Mortality experiences among 15+ year survivors of childhood and adolescent cancers
Article first published online: 1 FEB 2006
Copyright © 2006 Wiley-Liss, Inc.
Pediatric Blood & Cancer
Volume 48, Issue 3, pages 333–338, March 2007
How to Cite
Lawless, S. C.W., Verma, P., Green, D. M. and Mahoney, M. C. (2007), Mortality experiences among 15+ year survivors of childhood and adolescent cancers. Pediatr. Blood Cancer, 48: 333–338. doi: 10.1002/pbc.20723
- Issue published online: 3 JAN 2007
- Article first published online: 1 FEB 2006
- Manuscript Accepted: 3 NOV 2005
- Manuscript Received: 6 OCT 2005
- Roswell Park Cancer Institute Cancer Center. Grant Number: P30 CA 16056-27
- cause of death;
- child and adolescent cancer;
- cohort studies;
Studies of childhood and adolescent cancer survivorship have tended to focus on limited survival intervals (e.g., 5 and 10 years). Our report evaluates gender-specific overall mortality, as well as mortality by age group, and by cause, among 15+ year survivors of cancer diagnosed during childhood or adolescence.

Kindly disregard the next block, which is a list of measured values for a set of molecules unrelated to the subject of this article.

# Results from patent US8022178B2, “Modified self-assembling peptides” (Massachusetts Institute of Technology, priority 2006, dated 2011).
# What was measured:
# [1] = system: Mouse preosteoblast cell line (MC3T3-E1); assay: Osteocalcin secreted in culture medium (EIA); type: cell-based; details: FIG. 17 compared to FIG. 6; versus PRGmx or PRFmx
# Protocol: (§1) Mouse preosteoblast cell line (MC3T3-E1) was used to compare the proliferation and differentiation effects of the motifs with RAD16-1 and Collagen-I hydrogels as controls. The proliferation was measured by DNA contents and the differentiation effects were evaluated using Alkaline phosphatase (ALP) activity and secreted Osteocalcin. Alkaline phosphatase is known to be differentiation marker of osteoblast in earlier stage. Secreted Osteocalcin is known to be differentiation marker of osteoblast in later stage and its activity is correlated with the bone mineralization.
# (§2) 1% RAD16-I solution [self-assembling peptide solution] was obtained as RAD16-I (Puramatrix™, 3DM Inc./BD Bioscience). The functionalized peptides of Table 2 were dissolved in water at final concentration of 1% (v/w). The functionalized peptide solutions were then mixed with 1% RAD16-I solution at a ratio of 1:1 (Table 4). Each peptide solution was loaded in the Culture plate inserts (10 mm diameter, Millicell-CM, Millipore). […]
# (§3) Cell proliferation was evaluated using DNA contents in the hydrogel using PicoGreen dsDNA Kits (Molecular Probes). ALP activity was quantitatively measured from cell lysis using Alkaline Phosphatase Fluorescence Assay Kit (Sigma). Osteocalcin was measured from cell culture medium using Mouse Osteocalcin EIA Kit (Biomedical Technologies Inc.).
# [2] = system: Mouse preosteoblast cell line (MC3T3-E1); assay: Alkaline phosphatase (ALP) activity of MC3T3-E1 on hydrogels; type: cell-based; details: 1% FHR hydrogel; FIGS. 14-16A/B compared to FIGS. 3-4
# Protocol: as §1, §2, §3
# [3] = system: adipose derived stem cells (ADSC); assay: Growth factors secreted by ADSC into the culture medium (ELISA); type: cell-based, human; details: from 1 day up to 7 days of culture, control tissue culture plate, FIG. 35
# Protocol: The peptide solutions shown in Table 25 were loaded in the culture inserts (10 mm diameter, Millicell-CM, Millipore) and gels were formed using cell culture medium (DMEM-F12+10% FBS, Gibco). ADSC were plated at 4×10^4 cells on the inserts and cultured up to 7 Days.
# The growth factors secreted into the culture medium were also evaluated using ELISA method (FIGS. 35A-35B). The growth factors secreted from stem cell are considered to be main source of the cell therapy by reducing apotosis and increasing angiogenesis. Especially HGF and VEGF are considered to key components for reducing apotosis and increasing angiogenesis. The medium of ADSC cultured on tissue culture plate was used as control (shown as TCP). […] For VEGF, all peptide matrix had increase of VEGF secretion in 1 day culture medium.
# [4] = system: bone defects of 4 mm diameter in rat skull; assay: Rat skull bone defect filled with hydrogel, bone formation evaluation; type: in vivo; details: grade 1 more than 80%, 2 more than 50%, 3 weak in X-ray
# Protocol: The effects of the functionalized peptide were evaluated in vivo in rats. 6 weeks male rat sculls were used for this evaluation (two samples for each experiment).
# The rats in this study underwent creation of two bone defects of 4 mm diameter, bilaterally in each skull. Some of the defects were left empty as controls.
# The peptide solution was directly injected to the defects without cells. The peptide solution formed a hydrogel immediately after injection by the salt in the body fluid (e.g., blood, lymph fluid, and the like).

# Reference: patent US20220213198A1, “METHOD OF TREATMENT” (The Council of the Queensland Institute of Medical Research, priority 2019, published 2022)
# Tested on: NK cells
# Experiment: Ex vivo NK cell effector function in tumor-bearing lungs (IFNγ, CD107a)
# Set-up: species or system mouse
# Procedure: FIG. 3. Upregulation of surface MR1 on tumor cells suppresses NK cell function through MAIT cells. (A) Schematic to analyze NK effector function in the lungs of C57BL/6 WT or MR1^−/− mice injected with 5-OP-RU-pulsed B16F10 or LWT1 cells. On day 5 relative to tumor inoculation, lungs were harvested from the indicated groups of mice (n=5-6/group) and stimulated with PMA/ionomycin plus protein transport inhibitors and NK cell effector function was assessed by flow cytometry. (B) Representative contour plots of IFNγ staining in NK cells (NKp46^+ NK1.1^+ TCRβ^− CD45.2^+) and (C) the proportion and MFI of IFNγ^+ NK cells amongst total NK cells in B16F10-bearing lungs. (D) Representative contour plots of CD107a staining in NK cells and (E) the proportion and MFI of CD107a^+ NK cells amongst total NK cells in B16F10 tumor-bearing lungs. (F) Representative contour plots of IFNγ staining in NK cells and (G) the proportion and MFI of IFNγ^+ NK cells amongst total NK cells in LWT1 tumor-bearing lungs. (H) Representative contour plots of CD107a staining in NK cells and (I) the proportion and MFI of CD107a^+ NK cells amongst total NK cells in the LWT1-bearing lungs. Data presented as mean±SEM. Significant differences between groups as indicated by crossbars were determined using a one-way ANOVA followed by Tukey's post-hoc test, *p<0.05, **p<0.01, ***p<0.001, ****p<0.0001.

This was a retrospective cohort study of 565 15+ year childhood cancer survivors from Roswell Park Cancer Institute's Long-Term Follow-Up Project. Sex- and age-specific person-years at risk were accumulated and applied to age-specific mortality rates for New York State, excluding New York City. Standardized mortality ratios (SMRs), and 95% confidence intervals, were calculated and compared to mortality risks of the general population.
Second malignancy was the leading cause of death among male and female survivors (15/38 deaths, 39%). Excess overall mortality was noted among both males (SMR = 284) and females (SMR = 371). Significant mortality excesses were seen in both genders for deaths due to primary malignant neoplasms and secondary malignancies, as well as cardiac deaths among males. Excess mortality was noted across most age strata. In the scenario of no cancer relapse, overall mortality in both genders did not differ significantly from the general population.
Long-term survivors of childhood and adolescent cancers continue to demonstrate significant excess mortality. However, overall mortality among 15+ year survivors without a relapse appears to be comparable to the general population. The leading cause of death among 15+ year survivors is second malignancy in this study, which represents a novel and important finding in terms of long-term follow-up. Pediatr Blood Cancer 2007;48:333–338. © 2006 Wiley-Liss, Inc.